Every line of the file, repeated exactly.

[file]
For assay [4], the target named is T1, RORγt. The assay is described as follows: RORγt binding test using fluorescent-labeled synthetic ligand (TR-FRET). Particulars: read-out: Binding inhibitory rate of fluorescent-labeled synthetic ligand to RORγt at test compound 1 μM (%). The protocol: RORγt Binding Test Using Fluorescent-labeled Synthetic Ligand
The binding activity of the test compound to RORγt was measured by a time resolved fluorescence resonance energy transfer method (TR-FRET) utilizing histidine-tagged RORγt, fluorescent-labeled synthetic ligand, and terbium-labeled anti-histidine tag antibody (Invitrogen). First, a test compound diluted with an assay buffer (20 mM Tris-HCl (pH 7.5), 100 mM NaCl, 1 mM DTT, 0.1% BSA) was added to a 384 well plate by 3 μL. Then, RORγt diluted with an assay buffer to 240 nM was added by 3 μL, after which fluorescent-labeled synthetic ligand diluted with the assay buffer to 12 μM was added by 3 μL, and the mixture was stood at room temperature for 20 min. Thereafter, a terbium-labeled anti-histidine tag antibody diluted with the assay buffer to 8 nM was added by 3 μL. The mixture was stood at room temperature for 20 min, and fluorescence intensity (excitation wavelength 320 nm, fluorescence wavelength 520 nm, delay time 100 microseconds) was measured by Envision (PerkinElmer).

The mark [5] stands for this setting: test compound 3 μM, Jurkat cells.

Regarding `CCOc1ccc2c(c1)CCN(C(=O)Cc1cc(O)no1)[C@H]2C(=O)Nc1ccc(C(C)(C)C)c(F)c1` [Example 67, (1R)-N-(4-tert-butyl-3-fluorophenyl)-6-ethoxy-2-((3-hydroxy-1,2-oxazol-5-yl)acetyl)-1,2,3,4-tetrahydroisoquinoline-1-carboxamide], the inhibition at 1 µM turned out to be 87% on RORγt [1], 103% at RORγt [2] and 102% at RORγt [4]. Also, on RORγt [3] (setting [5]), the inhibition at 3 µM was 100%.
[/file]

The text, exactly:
For assay [4], the target named is T1, RORγt. The assay is described as follows: RORγt binding test using fluorescent-labeled synthetic ligand (TR-FRET). Particulars: read-out: Binding inhibitory rate of fluorescent-labeled synthetic ligand to RORγt at test compound 1 μM (%). The protocol: RORγt Binding Test Using Fluorescent-labeled Synthetic Ligand
The binding activity of the test compound to RORγt was measured by a time resolved fluorescence resonance energy transfer method (TR-FRET) utilizing histidine-tagged RORγt, fluorescent-labeled synthetic ligand, and terbium-labeled anti-histidine tag antibody (Invitrogen). First, a test compound diluted with an assay buffer (20 mM Tris-HCl (pH 7.5), 100 mM NaCl, 1 mM DTT, 0.1% BSA) was added to a 384 well plate by 3 μL. Then, RORγt diluted with an assay buffer to 240 nM was added by 3 μL, after which fluorescent-labeled synthetic ligand diluted with the assay buffer to 12 μM was added by 3 μL, and the mixture was stood at room temperature for 20 min. Thereafter, a terbium-labeled anti-histidine tag antibody diluted with the assay buffer to 8 nM was added by 3 μL. The mixture was stood at room temperature for 20 min, and fluorescence intensity (excitation wavelength 320 nm, fluorescence wavelength 520 nm, delay time 100 microseconds) was measured by Envision (PerkinElmer).

The mark [5] stands for this setting: test compound 3 μM, Jurkat cells.

Regarding `CCOc1ccc2c(c1)CCN(C(=O)Cc1cc(O)no1)[C@H]2C(=O)Nc1ccc(C(C)(C)C)c(F)c1` [Example 67, (1R)-N-(4-tert-butyl-3-fluorophenyl)-6-ethoxy-2-((3-hydroxy-1,2-oxazol-5-yl)acetyl)-1,2,3,4-tetrahydroisoquinoline-1-carboxamide], the inhibition at 1 µM turned out to be 87% on RORγt [1], 103% at RORγt [2] and 102% at RORγt [4]. Also, on RORγt [3] (setting [5]), the inhibition at 3 µM was 100%.